There are sections in this book, which once can read and re-read. My favourite is this thing about what book collecting is, so much that I simply had to instagram the quote. I loved these lines so much, they are perfect. Another set of likes I loved is, "I miss Delhi. I miss the seasons, I miss the gehu roti titbits and I miss the Hindi sound of kutte kameenay."

Rating: ****/5

[This is a review for Market My Book, The opinions are strictly my own and not been written under any obligation.]

Tuesday, February 25, 2014

#Author Interview : Pamela Q Fernandes

She is a practicing doctor and is now a published writer of a romance novella which I love devouring. Here I am, in conversation with Pamela Q Fernandes, author of Seoul-Mates:

Congratulations on Seoul-Mates being published. Tell us a bit about yourself?

Me? <Giggles> I am a general practitioner by day and a blogger/ writer by night. I was born and raised in Kuwait, have travelled to Kuwait, India, Philippines, USA and Oman because of school and training.
Did you frame the characters based on your friends and yourself, or built them on a fresh mould? 

I had lots of Koreans friends at the International Hostel while studying medicine in the Philippines. I saw them fall in love, out of love, fool around etc. The girls introduced me to their food, culture, customs, drama and music. So I wrote based on my experiences with them. But the story and characters were kinda fresh because an Anglo Indian- Korean pairing was next to impossible.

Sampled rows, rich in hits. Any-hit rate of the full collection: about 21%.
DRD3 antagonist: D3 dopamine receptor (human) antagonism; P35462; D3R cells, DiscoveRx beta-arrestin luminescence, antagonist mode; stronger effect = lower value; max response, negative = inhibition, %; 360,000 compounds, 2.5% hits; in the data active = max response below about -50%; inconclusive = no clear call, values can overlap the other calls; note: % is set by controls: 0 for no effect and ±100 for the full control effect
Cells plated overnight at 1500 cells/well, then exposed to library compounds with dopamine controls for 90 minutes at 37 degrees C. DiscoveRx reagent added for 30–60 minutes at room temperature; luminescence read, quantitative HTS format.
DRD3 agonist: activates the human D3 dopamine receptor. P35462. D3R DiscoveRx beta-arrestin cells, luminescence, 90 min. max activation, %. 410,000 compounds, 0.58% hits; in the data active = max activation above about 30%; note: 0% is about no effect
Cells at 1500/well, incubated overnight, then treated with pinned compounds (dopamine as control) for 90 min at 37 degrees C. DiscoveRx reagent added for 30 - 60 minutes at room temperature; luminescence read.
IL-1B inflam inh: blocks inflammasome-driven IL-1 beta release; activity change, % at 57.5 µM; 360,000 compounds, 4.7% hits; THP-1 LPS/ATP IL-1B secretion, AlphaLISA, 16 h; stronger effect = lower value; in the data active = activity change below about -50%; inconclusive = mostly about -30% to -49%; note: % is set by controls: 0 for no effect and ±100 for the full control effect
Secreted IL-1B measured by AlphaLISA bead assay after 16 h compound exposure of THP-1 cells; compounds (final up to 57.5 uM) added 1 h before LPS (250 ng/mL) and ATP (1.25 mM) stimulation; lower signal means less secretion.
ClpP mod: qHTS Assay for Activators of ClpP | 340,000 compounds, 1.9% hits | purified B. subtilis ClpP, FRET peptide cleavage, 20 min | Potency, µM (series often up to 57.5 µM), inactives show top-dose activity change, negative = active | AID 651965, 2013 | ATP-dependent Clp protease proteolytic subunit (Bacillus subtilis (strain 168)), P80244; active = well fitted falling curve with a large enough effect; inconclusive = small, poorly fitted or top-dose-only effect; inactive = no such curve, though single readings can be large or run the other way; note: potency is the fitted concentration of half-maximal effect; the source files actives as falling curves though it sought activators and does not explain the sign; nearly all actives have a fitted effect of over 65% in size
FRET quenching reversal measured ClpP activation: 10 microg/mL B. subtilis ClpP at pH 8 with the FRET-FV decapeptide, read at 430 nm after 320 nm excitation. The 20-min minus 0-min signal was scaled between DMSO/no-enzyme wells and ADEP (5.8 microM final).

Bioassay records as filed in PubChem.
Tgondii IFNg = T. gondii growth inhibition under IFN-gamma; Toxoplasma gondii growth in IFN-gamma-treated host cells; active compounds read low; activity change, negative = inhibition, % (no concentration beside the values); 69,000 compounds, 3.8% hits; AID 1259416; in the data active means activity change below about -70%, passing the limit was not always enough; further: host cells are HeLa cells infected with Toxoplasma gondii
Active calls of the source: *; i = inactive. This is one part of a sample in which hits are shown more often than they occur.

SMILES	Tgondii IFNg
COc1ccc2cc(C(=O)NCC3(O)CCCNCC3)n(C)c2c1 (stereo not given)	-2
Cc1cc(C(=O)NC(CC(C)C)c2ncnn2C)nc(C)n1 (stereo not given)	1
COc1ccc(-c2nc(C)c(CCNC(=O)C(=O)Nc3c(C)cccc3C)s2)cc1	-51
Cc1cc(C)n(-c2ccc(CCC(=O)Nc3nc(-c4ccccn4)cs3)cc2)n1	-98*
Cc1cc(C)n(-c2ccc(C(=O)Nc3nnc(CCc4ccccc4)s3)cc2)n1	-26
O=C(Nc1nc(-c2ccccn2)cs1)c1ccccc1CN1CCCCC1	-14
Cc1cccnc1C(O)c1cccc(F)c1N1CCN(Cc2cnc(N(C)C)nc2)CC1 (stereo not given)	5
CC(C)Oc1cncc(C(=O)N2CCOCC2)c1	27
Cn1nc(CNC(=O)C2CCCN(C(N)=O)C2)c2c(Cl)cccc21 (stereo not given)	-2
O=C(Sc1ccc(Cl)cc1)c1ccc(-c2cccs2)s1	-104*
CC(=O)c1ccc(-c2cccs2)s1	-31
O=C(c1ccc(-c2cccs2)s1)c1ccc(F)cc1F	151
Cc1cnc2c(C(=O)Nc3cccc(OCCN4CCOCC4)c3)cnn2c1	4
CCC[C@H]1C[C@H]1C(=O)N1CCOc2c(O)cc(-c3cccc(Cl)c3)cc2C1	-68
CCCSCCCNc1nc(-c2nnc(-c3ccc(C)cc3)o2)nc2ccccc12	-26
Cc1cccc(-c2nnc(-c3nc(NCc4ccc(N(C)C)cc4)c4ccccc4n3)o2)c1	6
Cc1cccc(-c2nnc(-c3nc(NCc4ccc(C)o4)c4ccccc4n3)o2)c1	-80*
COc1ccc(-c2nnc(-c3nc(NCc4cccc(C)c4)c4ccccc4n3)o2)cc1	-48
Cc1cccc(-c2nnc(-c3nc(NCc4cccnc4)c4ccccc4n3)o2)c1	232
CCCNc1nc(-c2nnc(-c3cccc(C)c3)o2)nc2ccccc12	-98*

Weaving a plot based in Seoul, pretty out of the ordinary, isn’t it? I have a friend who absolutely loves South Korea. Do you too have any special love for the country?

Oh yeah. I didn’t want to write a story that was based in India. I wanted to use my book to display a new culture. Are you kidding me? (laughs) Love would be an understatement. I dig all things Korean- their music, drama, movies, some of their food. If someone were to make a movie out of my book I would even know which male actors I want to cast. But honestly I like South-east Asian everything in general, so Filipino, Chinese, Korean, Jap it’s all good for me.

Tell us something about your struggle with getting published. We have a fair idea that it isn’t a cake walk. But how was the real deal for you?

It was a lot of heartbreak and rejection. I struggled in the slush piles for a couple of years. I was really blessed when Naheed Hassan at Indireads took a chance and believed that Seoul-mates was possible. So now here I am.